The Maine State Chamber of Commerce agrees wholeheartedly with Tara Williams, executive director of the Maine Association for the Education of Young Children, whose recent op-ed (May 30) highlighted the value of early childhood education in Maine and urged support for early learning akin to that of K-12: consistent, multifaceted funding streams.

From a business and economic standpoint, early care and education programs are essential.

High-quality early programs are an investment in Maine’s future workforce. They teach kids the cognitive, social and emotional skills they need to succeed when they start kindergarten. This helps put many kids, especially at-risk kids, on a trajectory to succeed throughout school, graduate from high school, achieve a postsecondary degree or credential and enjoy a rewarding career.

More immediately, early education programs and their workforce make it possible for many Maine people to work. In some cases, whether a parent can go to work depends on their ability to access early learning programs. That access is especially significant today for essential workers and those returning to work as Maine’s economy reopens.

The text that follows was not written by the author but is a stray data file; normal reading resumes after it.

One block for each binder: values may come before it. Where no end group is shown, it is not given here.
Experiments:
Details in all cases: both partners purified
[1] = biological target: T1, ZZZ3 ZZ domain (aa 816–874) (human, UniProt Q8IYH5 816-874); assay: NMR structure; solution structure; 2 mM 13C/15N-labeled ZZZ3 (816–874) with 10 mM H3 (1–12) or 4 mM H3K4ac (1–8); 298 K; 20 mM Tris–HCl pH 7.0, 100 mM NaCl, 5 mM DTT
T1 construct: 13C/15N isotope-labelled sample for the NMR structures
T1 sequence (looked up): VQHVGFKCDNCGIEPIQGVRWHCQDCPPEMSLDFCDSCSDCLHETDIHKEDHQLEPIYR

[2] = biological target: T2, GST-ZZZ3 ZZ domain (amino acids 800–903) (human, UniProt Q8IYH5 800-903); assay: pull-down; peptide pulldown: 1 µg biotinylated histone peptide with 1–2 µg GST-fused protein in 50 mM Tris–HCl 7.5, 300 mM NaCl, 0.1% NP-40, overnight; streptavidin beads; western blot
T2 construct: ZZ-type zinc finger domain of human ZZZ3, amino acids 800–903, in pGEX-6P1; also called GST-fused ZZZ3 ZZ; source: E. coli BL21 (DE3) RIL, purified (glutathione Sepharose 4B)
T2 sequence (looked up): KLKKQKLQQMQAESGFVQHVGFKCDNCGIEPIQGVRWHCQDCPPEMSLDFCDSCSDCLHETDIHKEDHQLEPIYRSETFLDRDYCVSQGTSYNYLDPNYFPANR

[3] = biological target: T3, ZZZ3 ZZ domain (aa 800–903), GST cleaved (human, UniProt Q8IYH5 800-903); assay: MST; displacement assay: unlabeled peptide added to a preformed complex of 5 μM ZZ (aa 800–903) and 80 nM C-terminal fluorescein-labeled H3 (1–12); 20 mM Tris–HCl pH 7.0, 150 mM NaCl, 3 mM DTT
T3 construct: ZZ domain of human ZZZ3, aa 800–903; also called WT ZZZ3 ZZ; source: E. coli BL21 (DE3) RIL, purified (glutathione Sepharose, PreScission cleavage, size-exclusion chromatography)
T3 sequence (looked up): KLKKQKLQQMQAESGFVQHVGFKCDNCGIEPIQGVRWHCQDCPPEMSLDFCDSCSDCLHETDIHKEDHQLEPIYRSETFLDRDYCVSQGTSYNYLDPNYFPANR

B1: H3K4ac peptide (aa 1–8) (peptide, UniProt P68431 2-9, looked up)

These programs also provide a safe and nurturing place for kids when parents are at work. When parents are secure in the knowledge that their kids are well-cared for, they are better able to focus on their jobs and perform well.

Child care and early learning are key to Maine’s economic strength for many reasons. It’s time these programs are supported similarly to K-12 education. Mainers, our communities and our economy depend on it.

Megan Diver

senior government affairs specialist, Maine State Chamber of Commerce


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